By: Hannah Dineen
Classes for only 2 terms, no more early dismissal, and no recess. Being a freshman is a new and exciting experience. With an influx of opportunities and people, it’s hard to stop and reflect on the subtle differences between middle school and high school. Many of us forget the feeling of being a freshman at Beaver, whether it’s your 4th year or your 1st. For better or worse, none of us forget flex time at the beginning of G-block. Flex time offers first-year high school students time to learn how to use G-block productively, and its divided into three different sections: independent time, wellness, and plan time. Each time provides the freshman with a different experience. Freshman participates in a certain amount of each activity per week. For example, half the advisories might have plan time, and the other half could have independent time. The plan serves as a study hall, independent time allows freshman to hang out with friends or finish homework, and wellness serves as the health education class. With the end of term one rapidly approaching, I asked three current freshmen to reflect on how flex time impacted their school lives.
Lindsey Wolk ’22 praised plan time. A mandatory opportunity for freshman to complete homework in a low volume environment is extremely beneficial in helping students get their work done during the day. Lindsey says the silent room allows her to focus better and that “[plan] helps me get my work done, but in independent, I tend not to do my homework because I am distracted.” Lucy Carlson Pietraszek 22 echoes the positive remarks, saying that she likes plan because it “helps her get work done.” When asked about how many days plan time was scheduled for, Lucy agreed that “one day a week is good” as it allowed her to finish homework, but that sometimes she was not able to see friends because they were in separate advisories.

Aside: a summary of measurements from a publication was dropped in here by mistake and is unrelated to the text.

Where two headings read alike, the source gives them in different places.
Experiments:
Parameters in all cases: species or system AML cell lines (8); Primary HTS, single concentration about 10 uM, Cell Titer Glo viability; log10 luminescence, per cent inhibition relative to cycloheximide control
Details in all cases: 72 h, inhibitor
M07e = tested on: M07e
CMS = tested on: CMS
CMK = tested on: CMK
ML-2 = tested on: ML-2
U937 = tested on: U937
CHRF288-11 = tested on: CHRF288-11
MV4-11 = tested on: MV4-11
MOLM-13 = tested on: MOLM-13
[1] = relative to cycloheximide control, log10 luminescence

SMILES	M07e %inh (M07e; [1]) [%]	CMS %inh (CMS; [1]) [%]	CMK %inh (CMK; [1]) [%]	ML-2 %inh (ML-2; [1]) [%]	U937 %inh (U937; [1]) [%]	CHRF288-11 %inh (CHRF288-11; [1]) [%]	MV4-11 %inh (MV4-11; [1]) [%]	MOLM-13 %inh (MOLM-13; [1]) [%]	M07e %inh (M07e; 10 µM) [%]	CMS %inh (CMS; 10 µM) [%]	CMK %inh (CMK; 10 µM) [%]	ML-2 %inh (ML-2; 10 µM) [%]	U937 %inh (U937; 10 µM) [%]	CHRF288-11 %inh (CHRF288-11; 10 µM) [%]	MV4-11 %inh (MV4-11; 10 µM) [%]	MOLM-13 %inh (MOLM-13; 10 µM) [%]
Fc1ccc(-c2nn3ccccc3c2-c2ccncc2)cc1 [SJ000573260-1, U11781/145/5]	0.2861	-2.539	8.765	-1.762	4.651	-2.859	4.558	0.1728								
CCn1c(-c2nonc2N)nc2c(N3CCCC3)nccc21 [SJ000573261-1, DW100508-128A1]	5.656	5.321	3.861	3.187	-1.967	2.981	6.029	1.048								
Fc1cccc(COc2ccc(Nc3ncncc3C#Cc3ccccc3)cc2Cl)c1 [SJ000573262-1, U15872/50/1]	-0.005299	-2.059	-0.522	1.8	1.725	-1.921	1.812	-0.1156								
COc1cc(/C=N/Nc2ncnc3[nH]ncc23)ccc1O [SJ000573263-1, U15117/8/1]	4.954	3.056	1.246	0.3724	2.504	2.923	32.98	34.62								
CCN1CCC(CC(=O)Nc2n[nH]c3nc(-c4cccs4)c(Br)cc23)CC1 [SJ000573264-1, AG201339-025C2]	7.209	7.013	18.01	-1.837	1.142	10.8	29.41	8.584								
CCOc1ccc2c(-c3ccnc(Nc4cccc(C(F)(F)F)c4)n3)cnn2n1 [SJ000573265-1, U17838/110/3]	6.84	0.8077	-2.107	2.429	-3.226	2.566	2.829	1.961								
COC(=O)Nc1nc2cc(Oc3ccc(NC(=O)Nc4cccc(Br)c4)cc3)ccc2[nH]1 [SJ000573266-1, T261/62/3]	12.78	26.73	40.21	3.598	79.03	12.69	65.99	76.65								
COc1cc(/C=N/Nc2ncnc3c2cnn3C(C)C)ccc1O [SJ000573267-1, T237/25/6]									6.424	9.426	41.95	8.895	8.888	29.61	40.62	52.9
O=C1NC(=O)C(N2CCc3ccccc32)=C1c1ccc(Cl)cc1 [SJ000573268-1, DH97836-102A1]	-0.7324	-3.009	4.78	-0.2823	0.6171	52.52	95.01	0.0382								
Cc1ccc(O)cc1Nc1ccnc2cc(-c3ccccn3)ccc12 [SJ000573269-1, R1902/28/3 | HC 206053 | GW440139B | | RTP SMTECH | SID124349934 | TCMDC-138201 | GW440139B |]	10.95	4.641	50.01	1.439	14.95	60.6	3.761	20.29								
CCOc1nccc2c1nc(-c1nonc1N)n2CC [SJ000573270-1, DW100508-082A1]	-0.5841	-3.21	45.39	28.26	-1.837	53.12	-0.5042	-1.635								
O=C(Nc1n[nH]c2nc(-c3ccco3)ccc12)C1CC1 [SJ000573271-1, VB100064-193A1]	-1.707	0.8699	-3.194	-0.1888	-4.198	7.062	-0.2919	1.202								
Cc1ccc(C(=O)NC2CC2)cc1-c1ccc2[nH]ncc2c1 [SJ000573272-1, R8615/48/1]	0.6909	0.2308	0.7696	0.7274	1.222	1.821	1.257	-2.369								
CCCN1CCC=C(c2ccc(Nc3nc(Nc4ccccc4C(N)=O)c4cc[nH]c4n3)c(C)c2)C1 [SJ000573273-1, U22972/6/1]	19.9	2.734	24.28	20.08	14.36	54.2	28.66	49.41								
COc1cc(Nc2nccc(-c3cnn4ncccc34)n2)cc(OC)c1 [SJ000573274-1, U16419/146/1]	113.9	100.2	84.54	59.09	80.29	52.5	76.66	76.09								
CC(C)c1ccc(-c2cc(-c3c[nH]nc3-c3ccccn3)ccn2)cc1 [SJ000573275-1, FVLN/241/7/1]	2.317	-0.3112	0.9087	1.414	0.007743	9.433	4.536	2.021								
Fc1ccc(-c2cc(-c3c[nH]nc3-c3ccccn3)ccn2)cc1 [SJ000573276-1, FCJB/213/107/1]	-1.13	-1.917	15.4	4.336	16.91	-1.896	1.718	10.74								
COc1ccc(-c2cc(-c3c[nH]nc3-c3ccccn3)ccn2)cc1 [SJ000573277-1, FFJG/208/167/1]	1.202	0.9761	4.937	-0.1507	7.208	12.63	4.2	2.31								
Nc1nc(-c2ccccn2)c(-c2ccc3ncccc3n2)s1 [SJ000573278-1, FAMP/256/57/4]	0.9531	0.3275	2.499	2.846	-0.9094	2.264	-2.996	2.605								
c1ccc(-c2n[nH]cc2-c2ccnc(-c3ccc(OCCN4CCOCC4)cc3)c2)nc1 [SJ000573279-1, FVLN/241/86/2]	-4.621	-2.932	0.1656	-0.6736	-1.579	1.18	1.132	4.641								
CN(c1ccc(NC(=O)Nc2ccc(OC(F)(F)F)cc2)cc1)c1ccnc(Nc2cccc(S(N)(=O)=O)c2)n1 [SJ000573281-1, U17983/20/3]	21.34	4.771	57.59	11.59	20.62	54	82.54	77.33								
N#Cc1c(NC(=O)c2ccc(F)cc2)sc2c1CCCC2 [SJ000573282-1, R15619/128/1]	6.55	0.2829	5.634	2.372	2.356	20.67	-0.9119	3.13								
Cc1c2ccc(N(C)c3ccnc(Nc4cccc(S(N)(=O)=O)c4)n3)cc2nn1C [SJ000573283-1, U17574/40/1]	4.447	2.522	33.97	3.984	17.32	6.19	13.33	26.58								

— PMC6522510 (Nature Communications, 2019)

Both Linsey, Lucy, and Charlotte Nielsen 22 agreed that they didn’t like wellness class. Although, Lindsey said she “understood why they have it.” Similarly, Charlotte added that she “didn’t really like wellness because it was hard to get my homework done and spend time with my friends if I had it.” Lucy praised some of the discussion topics like the discussions around mental health and plagiarism, but she feels that wellness “is much longer then it needs to be.” offered constructive criticism, saying “I personally don’t think we learn anything new, but offered constructive criticism in terms of not drawing out discussion topics just for the sake of time.
All three girls came to a unanimous decision that independent time was their favorite. Charlotte says she enjoys the independent time because she can “relax, get homework done, but also get a chance to hang out with friends and meet with teachers.” Lindsey agreed, stating “independent is definitely the most fun.”
When asked about what improvements they’d make to the current flex time, the girls offered incredibly thoughtful responses. “I think having wellness once every two weeks would be better,” said Lucy reflecting on the discussions seeming too long, causing some classmates to lose focus. Likewise, Lindsey added that “ I don’t think they would get rid of wellness, I think having three independent times in order to get us used to really being a high schooler, and only one plan would be good. Although, everyone should have the same thing at once because it’s really hard to see friends in different classes all week if we have different flex times.” Not only did this interview remind me of what it was like to be a freshman, but it also brought up many first-hand experience-based solutions to possible flaws in the current freshman based flex time.